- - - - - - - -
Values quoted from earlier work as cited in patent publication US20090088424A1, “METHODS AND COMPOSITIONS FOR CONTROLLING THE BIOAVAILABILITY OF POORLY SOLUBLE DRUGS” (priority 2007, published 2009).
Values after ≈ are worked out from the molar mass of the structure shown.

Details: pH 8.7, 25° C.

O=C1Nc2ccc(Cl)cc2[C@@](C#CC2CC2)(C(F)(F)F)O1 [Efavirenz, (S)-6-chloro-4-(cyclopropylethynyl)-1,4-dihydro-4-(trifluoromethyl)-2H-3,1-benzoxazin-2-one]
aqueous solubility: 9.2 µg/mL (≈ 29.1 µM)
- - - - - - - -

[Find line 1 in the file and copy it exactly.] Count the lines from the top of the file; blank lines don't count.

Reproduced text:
Values quoted from earlier work as cited in patent publication US20090088424A1, “METHODS AND COMPOSITIONS FOR CONTROLLING THE BIOAVAILABILITY OF POORLY SOLUBLE DRUGS” (priority 2007, published 2009).